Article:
In January, an attempt to increase revenues coming into the club resumed in the form of a £50m redevelopment of The City Ground. Work had been due to get underway last summer, starting with knocking down and rebuilding the dilapidated Peter Taylor Stand, but that was put on hold, with “delays in the planning process” being cited as the reason. Planning permission does not yet seem to have been granted, but if this is now starting to move forward, the club would come out of the redevelopment with the largest stadium in the East Midlands, with a proposed capacity of 38,000. A bigger stadium coupled with a successful team would certainly improve their chances of returning to the Premier League after a gap of what is now 22 years.
In Greece, two decades of league success have allowed Olympiacos to pull clear of the rest thanks to Champions League money, while most Greek clubs remain beset by financial difficulties. But allegations of widespread corruption and match-fixing have been rife for years, and in the past two decades there has been a common belief among rival fans that Olympiacos were favoured by authorities. Nottingham Forest supporters are, of course, perfectly entitled to not give a tu’penny damn about what happens in Greek football, but arguably the biggest conundrum the club faces at present is the question of what might happen should Marinakis’ apparently charmed life suddenly take a downward turn.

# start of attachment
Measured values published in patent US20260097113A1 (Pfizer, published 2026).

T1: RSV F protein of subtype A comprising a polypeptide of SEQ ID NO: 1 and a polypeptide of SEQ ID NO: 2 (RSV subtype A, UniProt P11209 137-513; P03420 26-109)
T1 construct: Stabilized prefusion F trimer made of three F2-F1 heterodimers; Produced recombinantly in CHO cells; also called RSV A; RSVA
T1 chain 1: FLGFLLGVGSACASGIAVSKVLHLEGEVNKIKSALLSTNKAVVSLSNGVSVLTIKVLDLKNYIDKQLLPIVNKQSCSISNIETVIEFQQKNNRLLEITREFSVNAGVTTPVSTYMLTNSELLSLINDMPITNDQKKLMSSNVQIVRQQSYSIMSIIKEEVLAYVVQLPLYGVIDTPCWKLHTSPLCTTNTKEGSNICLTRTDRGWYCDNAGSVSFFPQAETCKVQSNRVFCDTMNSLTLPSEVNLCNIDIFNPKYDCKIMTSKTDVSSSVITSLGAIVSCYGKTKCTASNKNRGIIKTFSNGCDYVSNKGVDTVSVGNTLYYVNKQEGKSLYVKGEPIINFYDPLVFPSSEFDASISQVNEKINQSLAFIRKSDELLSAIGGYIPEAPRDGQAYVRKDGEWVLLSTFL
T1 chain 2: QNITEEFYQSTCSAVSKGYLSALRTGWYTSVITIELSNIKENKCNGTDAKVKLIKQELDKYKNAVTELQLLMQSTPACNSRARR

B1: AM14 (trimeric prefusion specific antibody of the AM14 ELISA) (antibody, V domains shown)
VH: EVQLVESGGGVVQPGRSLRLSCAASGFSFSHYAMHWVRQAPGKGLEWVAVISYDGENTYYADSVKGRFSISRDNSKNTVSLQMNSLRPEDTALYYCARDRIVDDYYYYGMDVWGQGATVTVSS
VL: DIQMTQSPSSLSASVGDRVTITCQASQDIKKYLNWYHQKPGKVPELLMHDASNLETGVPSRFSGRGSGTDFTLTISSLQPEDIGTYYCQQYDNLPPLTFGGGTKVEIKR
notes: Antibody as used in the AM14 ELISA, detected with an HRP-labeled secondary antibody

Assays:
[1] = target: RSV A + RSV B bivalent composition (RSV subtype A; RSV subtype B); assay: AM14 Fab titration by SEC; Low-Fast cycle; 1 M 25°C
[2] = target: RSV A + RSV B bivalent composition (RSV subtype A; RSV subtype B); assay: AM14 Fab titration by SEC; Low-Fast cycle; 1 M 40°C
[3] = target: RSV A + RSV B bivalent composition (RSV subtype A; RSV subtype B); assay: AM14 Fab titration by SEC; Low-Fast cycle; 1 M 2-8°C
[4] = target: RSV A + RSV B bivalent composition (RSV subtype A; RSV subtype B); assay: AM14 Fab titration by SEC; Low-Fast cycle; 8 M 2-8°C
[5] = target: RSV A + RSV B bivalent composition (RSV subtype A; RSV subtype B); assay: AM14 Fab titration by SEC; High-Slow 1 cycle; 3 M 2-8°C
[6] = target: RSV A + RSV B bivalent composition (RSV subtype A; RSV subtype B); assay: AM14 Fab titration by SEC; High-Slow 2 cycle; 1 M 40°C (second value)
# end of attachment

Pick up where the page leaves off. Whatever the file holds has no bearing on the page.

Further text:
Despite the charmed life of their owner, then, Nottingham Forest are no more extraordinary in terms of their finances than many other Championship clubs. Premier League parachute payments continue to distort the finances of the division, and those who do not receive them continue to find themselves having to play financial catch-up with those who do, if they are to stay competitive. For now, Chris Hughton’s aim for the rest of this season is to keep the team from falling back towards those relegation places.
The club has a strong academy, so there is no reason why they can’t continue to produce the players whose sales have kept their balance sheets reasonably normal (by Championship standards) over the last couple of years but, while matches aren’t won on balance sheets or in the boardroom, the decisions made at the very top will ultimately have their influence on matters on the pitch, and the trigger-happy nature of Evangelos Marinakis in the past means that any downturn in form immediately renders the manager’s position vulnerable. This season was essentially a write-off for Nottingham Forest by the time Hughton arrived at the club in October, but with Marinakis running the club nothing is certain for the club’s supporters, and at the time of writing, that includes staying in the Championship, come the end of this season.